Six students are normally admitted to Queen’s each year.

The course

Biology is a single Honours degree course with the option of staying for a fourth year and graduating with an MBiol and is taught jointly by the newly-formed Department of Biology. Course details can be found on the Department’s website and the University’s Admissions page.


Most teaching takes place in departments, but tutorials are offered in colleges. Colleges vary in how they provide tutorial teaching but you will enjoy a highly personalised experience, as your College tutors can track your progress and offer appropriate support. You will also benefit from learning in a small group, where you can easily ask questions and learn from your peers. Your choice of College does not in any way restrict what kind of tutorials you can have or which supervisor you can choose for your fourth-year project.

First year: all first-year tutorials take place at Queen’s.  The biology tutors have complementary skills and can provide support across the entire first-year course. We also enjoy trips to the Natural History Museum and Wytham Woods. 

Second year: specialist teaching is available for some topics, while for others you can choose from a wide range of tutors across the University. We also offer support at Queen’s for research skills training, especially statistics, and an opportunity to practise your poster presentation – an examined component of the degree.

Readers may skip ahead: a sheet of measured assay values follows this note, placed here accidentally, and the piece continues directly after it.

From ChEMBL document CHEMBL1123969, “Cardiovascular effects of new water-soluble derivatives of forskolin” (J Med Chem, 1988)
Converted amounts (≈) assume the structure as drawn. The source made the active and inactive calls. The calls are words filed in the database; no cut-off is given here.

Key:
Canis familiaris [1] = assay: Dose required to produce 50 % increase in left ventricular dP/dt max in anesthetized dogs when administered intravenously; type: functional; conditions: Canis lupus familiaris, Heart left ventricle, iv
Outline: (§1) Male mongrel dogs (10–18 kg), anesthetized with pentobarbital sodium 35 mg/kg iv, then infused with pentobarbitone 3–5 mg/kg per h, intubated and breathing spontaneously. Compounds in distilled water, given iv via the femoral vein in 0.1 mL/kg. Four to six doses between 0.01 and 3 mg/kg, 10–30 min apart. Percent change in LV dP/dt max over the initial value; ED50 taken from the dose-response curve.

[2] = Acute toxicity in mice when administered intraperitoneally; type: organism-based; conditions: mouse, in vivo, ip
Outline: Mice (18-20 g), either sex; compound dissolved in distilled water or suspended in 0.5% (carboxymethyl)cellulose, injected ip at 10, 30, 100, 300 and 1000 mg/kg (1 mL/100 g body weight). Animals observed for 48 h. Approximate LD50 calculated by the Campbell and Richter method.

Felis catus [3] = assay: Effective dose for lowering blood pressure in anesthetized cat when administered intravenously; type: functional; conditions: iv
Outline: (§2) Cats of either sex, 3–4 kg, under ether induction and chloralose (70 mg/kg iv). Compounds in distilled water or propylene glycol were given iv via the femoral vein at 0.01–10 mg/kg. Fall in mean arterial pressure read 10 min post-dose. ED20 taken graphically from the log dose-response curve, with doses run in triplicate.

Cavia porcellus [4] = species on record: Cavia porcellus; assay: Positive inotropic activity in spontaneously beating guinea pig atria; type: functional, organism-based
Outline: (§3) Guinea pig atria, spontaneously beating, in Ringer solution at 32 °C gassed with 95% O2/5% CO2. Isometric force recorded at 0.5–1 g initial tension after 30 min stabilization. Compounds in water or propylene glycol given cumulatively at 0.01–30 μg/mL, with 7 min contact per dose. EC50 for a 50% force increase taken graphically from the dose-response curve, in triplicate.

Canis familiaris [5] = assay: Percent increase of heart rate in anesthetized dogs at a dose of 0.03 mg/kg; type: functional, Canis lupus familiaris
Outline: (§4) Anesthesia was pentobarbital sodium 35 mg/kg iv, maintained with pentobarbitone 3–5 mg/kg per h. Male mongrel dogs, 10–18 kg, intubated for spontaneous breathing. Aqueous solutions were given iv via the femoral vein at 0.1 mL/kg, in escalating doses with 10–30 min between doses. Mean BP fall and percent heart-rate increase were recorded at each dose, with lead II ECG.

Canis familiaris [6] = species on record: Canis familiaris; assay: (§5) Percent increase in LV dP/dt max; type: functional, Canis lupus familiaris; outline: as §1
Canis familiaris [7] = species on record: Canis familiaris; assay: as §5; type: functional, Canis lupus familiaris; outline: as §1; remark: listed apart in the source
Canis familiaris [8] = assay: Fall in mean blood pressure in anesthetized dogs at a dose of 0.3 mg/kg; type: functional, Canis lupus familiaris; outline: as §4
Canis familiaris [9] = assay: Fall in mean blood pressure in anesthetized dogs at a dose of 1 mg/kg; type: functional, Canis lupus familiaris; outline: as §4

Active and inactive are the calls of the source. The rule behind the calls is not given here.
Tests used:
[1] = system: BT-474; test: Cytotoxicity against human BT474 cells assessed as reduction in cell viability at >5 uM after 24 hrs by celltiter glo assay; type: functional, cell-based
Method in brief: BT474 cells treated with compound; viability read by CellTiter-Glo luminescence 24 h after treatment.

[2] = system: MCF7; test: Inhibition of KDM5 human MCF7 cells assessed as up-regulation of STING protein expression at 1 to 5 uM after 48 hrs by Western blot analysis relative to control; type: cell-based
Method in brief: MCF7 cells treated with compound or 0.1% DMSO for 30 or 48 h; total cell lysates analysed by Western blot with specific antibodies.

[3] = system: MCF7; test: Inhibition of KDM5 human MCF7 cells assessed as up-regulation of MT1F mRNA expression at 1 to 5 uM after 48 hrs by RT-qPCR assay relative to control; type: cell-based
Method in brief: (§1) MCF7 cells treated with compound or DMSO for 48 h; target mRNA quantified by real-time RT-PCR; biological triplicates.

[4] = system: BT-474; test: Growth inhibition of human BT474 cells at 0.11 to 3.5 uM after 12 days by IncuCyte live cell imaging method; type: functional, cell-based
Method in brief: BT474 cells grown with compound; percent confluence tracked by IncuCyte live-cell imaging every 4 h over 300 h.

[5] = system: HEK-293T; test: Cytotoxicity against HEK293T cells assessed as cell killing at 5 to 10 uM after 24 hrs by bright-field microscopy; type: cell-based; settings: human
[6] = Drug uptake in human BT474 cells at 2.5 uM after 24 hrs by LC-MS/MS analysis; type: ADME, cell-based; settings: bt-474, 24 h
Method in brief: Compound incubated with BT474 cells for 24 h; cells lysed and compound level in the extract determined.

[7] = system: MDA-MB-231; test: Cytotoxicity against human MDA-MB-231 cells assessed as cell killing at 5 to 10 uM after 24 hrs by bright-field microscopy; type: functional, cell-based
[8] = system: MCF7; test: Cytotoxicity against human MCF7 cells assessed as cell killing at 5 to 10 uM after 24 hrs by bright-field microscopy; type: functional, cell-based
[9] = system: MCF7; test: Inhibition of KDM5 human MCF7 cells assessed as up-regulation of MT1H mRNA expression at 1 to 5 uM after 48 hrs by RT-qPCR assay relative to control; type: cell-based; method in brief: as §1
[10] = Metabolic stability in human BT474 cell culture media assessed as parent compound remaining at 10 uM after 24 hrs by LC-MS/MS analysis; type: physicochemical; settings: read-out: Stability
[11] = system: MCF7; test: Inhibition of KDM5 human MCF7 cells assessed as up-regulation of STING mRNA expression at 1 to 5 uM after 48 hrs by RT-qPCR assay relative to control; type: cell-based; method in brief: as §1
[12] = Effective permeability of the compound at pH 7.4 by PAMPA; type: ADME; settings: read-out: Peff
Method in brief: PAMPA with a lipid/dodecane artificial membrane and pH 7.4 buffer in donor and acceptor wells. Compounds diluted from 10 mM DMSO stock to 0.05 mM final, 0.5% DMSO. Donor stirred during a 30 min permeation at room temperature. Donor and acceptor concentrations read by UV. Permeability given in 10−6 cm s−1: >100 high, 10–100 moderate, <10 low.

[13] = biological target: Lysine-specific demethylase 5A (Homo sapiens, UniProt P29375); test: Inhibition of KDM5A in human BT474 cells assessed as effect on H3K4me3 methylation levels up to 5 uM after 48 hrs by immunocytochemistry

Third year: specialist teaching is available for some topics, while for others you can choose from a wide range of tutors across the University. We also offer support for the oral presentation, which is an examined component of the degree.

Fourth year: if you choose to stay for the fourth year, you will most likely end up with a supervisor beyond the college, who closely matches your research interests. However, your college tutor will remain an important point of contact.

There are two biology tutors at Queen’s: Lindsay Turnbull is Professor of Plant Ecology. Her research includes ecological theory, symbiosis, conservation and management. Steve Kelly is Associate Professor in Plant Sciences. His research is focussed on photosynthesis, evolution, gene expression and bioinformatics. Lindsay and Steve are highly complementary in terms of their research interests. In addition, Jane Langdale CBE FRS is a senior member of the college who works on plant development and the C4 rice project, which strives to increase the productivity of rice through genetic engineering. 

Biologists at Queen’s tend to be a close-knit group. Two big events are held each year: a Christmas drinks party and an end-of-year dinner for all year groups. You can expect support from your tutors with essay-writing, revising for exams, and practising for presentations.


At interview we aim to get the best out of you – so there are no trick questions. You will be asked to think about several biological problems and apply your knowledge and skills to a scenario you may not have encountered before. We would like to see how you think and how you engage with both the question and the tutor.

The entry requirements for Biology are standardised across the University.


  • MBiol (from 2019)